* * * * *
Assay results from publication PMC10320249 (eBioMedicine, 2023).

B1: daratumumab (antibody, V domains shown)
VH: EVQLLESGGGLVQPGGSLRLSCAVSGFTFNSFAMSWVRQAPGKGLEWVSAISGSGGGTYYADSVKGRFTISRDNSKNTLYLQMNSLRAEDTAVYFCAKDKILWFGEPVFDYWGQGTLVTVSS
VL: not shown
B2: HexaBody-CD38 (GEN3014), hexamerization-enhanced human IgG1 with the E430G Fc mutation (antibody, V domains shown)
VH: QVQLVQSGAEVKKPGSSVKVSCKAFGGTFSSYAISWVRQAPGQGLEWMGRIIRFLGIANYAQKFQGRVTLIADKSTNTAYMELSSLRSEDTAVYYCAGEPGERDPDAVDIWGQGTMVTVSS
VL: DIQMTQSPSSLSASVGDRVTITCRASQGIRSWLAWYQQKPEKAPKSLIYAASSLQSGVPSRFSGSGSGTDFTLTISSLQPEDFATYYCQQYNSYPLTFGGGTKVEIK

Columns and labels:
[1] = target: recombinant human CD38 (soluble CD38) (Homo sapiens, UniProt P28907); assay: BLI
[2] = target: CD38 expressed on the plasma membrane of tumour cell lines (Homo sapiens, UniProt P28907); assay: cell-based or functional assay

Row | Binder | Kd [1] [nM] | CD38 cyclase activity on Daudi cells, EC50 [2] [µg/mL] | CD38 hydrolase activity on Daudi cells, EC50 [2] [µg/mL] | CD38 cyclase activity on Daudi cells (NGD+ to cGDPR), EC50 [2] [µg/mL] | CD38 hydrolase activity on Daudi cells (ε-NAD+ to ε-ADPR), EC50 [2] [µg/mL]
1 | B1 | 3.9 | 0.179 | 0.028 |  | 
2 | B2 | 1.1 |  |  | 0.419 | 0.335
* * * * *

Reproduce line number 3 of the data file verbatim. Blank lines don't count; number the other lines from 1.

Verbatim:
VH: EVQLLESGGGLVQPGGSLRLSCAVSGFTFNSFAMSWVRQAPGKGLEWVSAISGSGGGTYYADSVKGRFTISRDNSKNTLYLQMNSLRAEDTAVYFCAKDKILWFGEPVFDYWGQGTLVTVSS